Giuliani Takes on Wall Street

This is a partial transcript from "Your World with Neil Cavuto," December 1, 2004, that was edited for clarity.

NEIL CAVUTO, HOST: Former New York City Major Rudy Giuliani (search) taking on his latest challenger, Wall Street. Giuliani Partners buying Ernst and Young's investment banking arm and creating Giuliani Capital Advisors.

Joining me now is Rudy Giuliani and Steve Oesterle (search). He is the CEO of Giuliani Capital Advisors.

Welcome to both of you.


CAVUTO: Does this mean you're not going to run for president?

GIULIANI: Well, it means I'm not going to run in the next couple of weeks or couple of months and over the next couple of years, this is, you know — I've been devoting myself to this business.

This is really an extension of what we've already been doing. We've been in business now for almost three years. We do a lot of security work, which people know well. You know, security consulting and analysis and crisis management.

But we've also done a lot of restructuring. And when we do it, we're limited by the fact that we're only 60, 65 people in Giuliani Partners, and we can't do the deals or the, you know, eventual sometimes solutions. So this gives us another 100 people or more, six different cities.

CAVUTO: You're an investment banker now.

GIULIANI: So now we have the capacity to — you know, looking back at some of the things we've done in the past, we probably could have offered more complete service and been able to do the whole thing ourselves or at least participated with others in doing a lot more.

CAVUTO: So a couple of years that you devote to this?

GIULIANI: I hope so.


GIULIANI: I hope to God.

CAVUTO: Well, you know, these days when you run for president — if you were so inclined — you had to begin, like, yesterday.

GIULIANI: Well, not yesterday. That's — these campaigns are so long, you're right. They're — it's very strange. But there's still plenty of time.

CAVUTO: All right. So there's time to get up to Iowa if you were inclined.

GIULIANI: Well, I've been to Iowa so often in the last couple months during the presidential campaign. It was one of the swing states, and I spent...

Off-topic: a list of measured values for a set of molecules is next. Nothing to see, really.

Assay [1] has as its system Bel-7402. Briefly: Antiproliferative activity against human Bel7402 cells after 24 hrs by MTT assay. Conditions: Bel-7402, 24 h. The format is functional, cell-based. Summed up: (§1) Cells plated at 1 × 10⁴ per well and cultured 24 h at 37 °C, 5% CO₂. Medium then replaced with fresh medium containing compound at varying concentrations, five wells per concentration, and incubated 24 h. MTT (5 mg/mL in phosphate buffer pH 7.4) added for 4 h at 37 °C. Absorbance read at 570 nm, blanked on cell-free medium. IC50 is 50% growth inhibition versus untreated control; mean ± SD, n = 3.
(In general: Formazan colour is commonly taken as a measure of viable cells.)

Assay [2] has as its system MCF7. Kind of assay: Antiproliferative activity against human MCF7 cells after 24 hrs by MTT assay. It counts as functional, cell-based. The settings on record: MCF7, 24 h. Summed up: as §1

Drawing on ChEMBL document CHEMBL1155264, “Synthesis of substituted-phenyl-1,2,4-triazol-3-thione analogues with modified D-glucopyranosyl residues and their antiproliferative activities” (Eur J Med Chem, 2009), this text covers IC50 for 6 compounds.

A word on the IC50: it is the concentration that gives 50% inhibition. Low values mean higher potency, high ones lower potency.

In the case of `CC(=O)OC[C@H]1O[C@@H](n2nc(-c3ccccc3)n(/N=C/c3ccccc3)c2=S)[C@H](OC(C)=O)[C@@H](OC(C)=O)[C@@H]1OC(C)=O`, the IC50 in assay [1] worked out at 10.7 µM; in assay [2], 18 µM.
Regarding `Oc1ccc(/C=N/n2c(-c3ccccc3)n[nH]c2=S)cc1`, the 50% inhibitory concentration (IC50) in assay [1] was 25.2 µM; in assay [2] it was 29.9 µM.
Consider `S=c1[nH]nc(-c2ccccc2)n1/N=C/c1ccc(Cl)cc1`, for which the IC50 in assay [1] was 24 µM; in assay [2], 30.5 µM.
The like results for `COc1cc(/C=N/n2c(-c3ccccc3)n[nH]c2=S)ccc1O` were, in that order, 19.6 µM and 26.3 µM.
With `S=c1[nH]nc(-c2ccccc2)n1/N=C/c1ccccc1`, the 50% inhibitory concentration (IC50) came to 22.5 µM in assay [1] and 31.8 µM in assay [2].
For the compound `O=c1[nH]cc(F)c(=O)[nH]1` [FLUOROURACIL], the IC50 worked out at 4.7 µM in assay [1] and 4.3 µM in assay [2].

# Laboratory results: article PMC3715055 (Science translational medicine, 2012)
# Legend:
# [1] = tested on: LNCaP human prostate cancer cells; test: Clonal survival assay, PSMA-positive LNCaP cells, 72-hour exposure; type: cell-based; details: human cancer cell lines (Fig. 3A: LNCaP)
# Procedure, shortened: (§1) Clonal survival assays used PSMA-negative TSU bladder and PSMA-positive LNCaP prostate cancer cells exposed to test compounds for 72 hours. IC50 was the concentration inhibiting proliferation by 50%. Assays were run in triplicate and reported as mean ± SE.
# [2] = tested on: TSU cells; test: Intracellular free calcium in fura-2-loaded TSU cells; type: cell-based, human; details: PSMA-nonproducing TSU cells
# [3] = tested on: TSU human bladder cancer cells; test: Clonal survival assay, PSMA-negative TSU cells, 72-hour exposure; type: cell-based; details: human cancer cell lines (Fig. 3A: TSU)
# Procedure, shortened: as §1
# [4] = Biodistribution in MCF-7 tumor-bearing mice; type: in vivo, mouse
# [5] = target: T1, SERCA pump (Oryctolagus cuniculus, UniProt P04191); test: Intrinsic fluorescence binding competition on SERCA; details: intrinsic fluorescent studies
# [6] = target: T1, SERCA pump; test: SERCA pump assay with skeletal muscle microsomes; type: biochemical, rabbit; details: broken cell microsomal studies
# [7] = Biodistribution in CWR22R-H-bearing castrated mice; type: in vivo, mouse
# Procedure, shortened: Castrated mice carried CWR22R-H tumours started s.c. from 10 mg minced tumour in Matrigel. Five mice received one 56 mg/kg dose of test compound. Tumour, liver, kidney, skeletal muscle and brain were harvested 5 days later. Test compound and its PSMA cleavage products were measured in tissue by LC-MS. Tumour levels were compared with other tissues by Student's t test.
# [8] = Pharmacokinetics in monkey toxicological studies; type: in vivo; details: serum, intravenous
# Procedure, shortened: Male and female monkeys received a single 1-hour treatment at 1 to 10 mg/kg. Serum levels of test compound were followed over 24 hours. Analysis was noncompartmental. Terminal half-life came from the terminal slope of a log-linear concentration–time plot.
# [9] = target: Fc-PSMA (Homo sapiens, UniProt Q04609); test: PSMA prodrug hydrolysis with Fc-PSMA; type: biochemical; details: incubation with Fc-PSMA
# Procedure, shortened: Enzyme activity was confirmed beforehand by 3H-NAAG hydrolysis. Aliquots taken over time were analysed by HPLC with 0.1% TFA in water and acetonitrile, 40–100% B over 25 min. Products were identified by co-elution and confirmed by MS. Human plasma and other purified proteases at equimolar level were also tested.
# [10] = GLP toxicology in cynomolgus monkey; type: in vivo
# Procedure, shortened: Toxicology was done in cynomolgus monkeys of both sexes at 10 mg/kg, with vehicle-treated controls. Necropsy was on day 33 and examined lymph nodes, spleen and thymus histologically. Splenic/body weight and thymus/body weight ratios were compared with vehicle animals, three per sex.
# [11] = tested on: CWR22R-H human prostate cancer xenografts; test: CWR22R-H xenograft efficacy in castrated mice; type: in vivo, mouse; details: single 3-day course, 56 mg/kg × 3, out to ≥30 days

CAVUTO: Absolutely. You spent a lot of time there.

GIULIANI: A lot of time in Iowa.

CAVUTO: There are rumors, too, mayor, that you might take up the homeland security post now that Tom Ridge is stepping down or more likely, that your former police chief, Bernie Kerik, would.

GIULIANI: Well, I'm not, you know — I'm not able to move to government right now. I've known that for a time.

CAVUTO: So it's out of the question? If the president were to call you up and say, "Mayor, I want you to be homeland security?"

GIULIANI: You know, too many commitments to my partners and to the things that we're doing. And...

CAVUTO: So not government now.

GIULIANI: Even independent of this, we were very, very busy and we have a lot of clients. And you're very committed to what you're doing. So it's not something I can do right now.

CAVUTO: Steve, what about you? If he were to leave the firm, let's say to run for office, how would that affect the firm?

STEVEN OESTERLE, CEO, GIULIANI CAPITAL ADVISORS: Well, I think that the new transaction that we're doing to build this new business gives us some real sustainability on this. But the real point of this idea is to be able to provide the services to our clients that we have right now. Our clients...

CAVUTO: Something that Merrill Lynch isn't providing? Or Goldman Sachs or Morgan Stanley?

OESTERLE: Well, I'll tell you. We aren't going to try to compete against them all, because this is a boutique investment bank. And...

CAVUTO: But a little more than that.

OESTERLE: It will have capabilities on the restructuring side and also on the M&A side. Historically, has done mid-market M&A and some of the larger transactions, upper mid market M&A. But at this point in time, we think there's a real opportunity on the restructuring side, where you provide the full range of advisory services to these companies, as well as on the M&A side. So there's a strengthening in that market place, good transaction values.

CAVUTO: You worked very hard, Mayor, to get the president re-elected and you were very instrumental in some key states like Iowa. Do you think that now you have proven that you're a vote getter to Republicans who might have questioned whether you were a true Republican, the conservative base that's somewhat leery of you, might be more appealing?

GIULIANI: I don't know what you mean by that.

CAVUTO: The extreme right wing of the party.


CAVUTO: How do you feel?

GIULIANI: I — I've been campaigning for Republicans for a long time. I mean, I — when I was mayor of New York in 1998, I traveled to a number of states, I think 30, campaigning for Republicans in 2000. In 2002, I think I was in 17 or 18 state in the last week on behalf of Senate and House candidates.

CAVUTO: So the extreme — reports that the extreme right-wing types who might want to prevent you from getting the nomination, is there much ado about that?

GIULIANI: I think we're — you know, we're a united party. We have — we have people that have different views. We have a very broad range of opinion, but about some core issues, we're very united.

We're united on the idea of fiscal discipline. We're united on the idea of lowering taxes. We're united on the idea of a strong national defense, strong homeland security. Those things are so strong.

Yes, we have some disagreements on social issues, but so do families. I mean families have those same disagreements. And I think that the party, you know, who knows what the major issues are going to be two or three years from now? It's too far away right now to know that.

CAVUTO: ... Mayor, I want to thank you. Steve, thank you very much.

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